Which helps explain why Mohammed Abdi Jamal snuck across the Somali border with Kenya a few weeks ago, as detailed in a story in today's Christian Science Monitor. But Jamal wasn't just fleeing from something...he was headed to a new life, inspired by sounds he'd heard from a musical group comprised mostly of young Somali refugees living in Nairobi. Now he's singing and rapping with the group Waayaha Cusub ("New Era") about some serious social issues including AIDS, freedom of speech, and women's rights. Their song "Freedom" denounces the decision of the Somali Islamic Courts Union to ban music and impose a strict dress code for women.
Islamists, in turn, have made no secret of their dislike for the band, making public performances difficult. One band member, Jamila Jamma, was attacked by members of her own family who disapproved of her work with the group; as a result she bears a scar on her cheek. Reports say one member (possibly Jamma?) has quit the band and is in hiding after receiving threats.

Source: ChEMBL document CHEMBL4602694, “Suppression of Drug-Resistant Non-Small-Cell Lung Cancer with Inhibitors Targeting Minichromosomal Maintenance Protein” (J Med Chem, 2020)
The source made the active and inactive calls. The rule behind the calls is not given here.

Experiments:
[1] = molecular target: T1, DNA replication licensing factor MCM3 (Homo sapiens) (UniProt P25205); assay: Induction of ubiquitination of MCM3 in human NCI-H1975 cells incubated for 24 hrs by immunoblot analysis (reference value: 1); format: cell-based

About the group's politically charged song "Somalia," Jamma told the BBC "We are not happy with what is happening back home, in fact we have recorded a thought-provoking song that we hope will bring our leaders back to their senses."
The group, which was formed in 2004, persists despite the opposition and has recorded four albums, at least 14 music videos, and the soundtrack to the movie Ali & Awrala. They also record a comedy radio program that's aired in Somalia every Friday. I can't find a source for their music anywhere on the Web -- if you know of one, please leave the info in a comment.
[mp3 sample] Waayaha Cusub: Dadkii Yaa Xasuuqay
Waayaha Cusub on youtube: video1 , video 2
Video slideshow of Waayah Cusub